­
Twin Oaks Intentional Community
Leaves of Twin Oaks email newsletter:
We strive to fulfill the purpose of Twin Oaks as stated in our bylaws:
  • to serve as one example of a cooperative social organization...
  • to maintain natural resources through ecologically sound production and consumption...
  • to be self-reliant by producing goods and services necessary for the community...

Our Relationship to Each Other - We strive to treat all people in a kind, gentle, honest, and fair manner, without violence or competition. We place a high value on resolving conflict. We work towards eliminating attitudes of sexism, racism, and ageism.

Economic Cooperation - By pooling and sharing resources we are able to reduce our expenses and the subsequent impact on the earth. We provide a basic net of physical and emotional security for our members. Our labor-credit system serves as an alternative economy within our community, with an hour of work (instead of a dollar) serving as the basic unit of value.

Food production - By growing and producing a large proportion of our own food we reduce our impact on the Earth (including the energy needed for transportation and refrigeration) and provide healthier food for ourselves. Using organic methods, we reduce the level of toxic materials released into the environment.

Building Methods and Materials - Each new building we build is more environmentally sound than earlier buildings, both by reducing energy requirements and making maximum use of renewable energy sources. We utilize passive solar heating, thermal mass, superinsulation, thermal curtains & shutters, maximum natural lighting, and other proven superefficiency techniques. We incorporate the use of cellulose (recycled) insulation, natural wood siding, and high performance windows.

Energy and Water Conservation - We utilize superinsulation, energy efficient appliances and heating devices, low-flow shower heads, compact fluorescent bulbs. We make a conscious effort to turn down and turn off lights and other appliances not in use. We strongly discourage the use of electric space heaters and do not heat our hot water with electricity.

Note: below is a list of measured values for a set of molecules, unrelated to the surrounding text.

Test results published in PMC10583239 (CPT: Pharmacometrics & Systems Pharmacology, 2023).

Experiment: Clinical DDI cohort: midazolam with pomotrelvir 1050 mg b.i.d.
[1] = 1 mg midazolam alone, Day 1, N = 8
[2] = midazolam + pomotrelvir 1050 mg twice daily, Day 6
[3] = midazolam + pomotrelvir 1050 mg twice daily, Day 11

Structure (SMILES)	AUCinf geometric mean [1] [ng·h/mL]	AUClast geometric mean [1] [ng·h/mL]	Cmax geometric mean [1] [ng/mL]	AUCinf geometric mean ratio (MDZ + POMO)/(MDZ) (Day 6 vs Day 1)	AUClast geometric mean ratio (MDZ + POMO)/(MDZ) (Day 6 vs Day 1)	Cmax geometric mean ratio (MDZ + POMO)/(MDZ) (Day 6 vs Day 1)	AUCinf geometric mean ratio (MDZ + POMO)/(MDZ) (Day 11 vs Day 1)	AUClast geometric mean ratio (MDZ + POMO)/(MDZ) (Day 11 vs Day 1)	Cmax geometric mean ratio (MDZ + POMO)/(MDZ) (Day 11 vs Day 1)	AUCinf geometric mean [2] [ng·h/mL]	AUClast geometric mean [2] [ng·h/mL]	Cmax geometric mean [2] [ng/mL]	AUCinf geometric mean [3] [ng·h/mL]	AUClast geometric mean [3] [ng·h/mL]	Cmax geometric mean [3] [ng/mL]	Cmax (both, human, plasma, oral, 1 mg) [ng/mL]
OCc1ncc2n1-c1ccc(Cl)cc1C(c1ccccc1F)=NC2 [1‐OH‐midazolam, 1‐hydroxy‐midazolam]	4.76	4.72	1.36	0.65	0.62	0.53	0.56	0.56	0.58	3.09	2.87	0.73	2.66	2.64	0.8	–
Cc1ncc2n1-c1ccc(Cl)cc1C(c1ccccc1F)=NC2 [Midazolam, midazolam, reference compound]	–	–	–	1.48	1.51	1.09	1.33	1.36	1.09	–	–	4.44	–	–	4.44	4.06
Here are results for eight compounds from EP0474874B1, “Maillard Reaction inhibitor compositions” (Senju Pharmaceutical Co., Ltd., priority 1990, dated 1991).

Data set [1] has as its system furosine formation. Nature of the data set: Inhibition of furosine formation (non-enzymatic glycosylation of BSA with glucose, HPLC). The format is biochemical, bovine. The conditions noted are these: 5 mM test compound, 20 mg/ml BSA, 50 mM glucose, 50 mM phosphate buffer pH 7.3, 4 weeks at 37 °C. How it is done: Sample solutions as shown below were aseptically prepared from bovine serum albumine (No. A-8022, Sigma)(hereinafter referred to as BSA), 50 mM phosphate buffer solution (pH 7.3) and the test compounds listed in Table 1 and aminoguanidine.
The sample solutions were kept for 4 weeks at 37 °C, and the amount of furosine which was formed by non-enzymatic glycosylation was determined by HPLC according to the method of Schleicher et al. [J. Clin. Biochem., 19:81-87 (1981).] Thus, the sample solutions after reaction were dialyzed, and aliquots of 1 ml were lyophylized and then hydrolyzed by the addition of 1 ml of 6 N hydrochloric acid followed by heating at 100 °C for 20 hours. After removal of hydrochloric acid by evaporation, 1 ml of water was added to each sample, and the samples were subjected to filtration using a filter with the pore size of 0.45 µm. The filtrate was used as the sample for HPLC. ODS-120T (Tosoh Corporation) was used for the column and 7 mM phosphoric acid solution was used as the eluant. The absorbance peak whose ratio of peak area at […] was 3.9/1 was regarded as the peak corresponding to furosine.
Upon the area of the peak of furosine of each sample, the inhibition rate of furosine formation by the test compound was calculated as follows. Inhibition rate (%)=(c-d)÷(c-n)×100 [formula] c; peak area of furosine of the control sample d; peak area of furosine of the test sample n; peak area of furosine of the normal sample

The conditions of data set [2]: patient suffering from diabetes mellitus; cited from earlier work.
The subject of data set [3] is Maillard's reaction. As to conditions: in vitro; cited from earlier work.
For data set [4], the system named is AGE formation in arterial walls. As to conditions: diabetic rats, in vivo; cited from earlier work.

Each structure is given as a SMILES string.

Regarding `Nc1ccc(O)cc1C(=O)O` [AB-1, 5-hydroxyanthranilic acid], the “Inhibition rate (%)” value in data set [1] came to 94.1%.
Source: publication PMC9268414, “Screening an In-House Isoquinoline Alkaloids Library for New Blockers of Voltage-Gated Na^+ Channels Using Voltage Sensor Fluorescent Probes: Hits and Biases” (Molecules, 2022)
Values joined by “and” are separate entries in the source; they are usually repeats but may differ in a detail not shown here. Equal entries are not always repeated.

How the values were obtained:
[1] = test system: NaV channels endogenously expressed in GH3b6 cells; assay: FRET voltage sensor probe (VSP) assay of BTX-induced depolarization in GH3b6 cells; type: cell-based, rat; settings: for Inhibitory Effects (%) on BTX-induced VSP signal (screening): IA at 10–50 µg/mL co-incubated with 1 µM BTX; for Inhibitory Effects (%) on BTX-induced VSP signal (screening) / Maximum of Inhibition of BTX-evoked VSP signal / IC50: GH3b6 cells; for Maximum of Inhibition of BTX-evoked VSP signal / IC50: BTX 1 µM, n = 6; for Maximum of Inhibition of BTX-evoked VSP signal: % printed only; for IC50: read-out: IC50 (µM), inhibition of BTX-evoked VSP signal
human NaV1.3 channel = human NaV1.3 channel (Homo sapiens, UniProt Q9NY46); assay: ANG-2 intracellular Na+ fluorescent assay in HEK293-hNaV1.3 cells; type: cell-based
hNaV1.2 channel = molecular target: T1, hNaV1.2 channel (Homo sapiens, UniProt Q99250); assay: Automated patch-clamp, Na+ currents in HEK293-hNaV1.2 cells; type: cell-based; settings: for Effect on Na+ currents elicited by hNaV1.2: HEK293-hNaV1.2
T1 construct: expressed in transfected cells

Renewable Energy Resources - We are pursuing the development and use of renewable energy sources to meet our energy needs. Many of our buildings are designed for passive solar heating. We have solar heated hot water in most of our buildings and use some photovoltaic electricity. We heat our buildings with central woodheat, burning wood cut selectively and sustainably from our own land and wood scraps from our casual furniture manufacturing business.

Land Planning - We pursue the development of our land and resources with a whole systems approach. Site planning now in place includes clustering of dwellings. We cultivate gardens and orchards for our own food. We protect local endangered species, and strive to protect our land from any toxic chemicals.

Transportation - We share a fleet of around 15 automobiles among about 100 people, a significant reduction from the average number of cars owned per capita in the U.S. We keep our cars well tuned-up in our own auto shop in order to maximize fuel efficiency and prolong the life of our cars. We encourage car pooling. We assign one person at a time to do the shopping for the whole community, thus requiring only one vehicle for the task. By supporting ourselves through cottage industries, we have no need to use cars to commute to work. Similarly, we provide much of our own health care and recreation on the premises. We provide bicycles for public use.

Like other existing ecovillages, we're by no means ecologically perfect. There's still a long way to go and lots to be done. We didn't start out in 1967 with the idea of becoming an ecovillage. But as time goes by, we're placing more and more emphasis on our need to live harmoniously with the natural world as well as with one another. We welcome assistance from those with expertise in sustainable systems design, and anyone can help by joining the community and working with our Ecovillage Committee to improve our environmental practices.

Thanks to Sirius Community Ecovillage for guidance in producing this page.

­